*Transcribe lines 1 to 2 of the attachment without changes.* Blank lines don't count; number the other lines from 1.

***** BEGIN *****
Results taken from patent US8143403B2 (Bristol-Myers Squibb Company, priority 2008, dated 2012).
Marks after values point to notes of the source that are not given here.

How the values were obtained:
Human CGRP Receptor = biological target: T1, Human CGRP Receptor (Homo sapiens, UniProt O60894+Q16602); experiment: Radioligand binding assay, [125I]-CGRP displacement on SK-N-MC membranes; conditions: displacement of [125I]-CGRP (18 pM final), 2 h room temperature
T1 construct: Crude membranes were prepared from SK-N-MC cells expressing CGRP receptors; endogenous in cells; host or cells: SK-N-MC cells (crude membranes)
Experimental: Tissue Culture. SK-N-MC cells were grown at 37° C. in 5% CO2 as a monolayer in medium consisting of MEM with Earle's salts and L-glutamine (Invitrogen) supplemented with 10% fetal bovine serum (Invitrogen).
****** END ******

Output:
Results taken from patent US8143403B2 (Bristol-Myers Squibb Company, priority 2008, dated 2012).
Marks after values point to notes of the source that are not given here.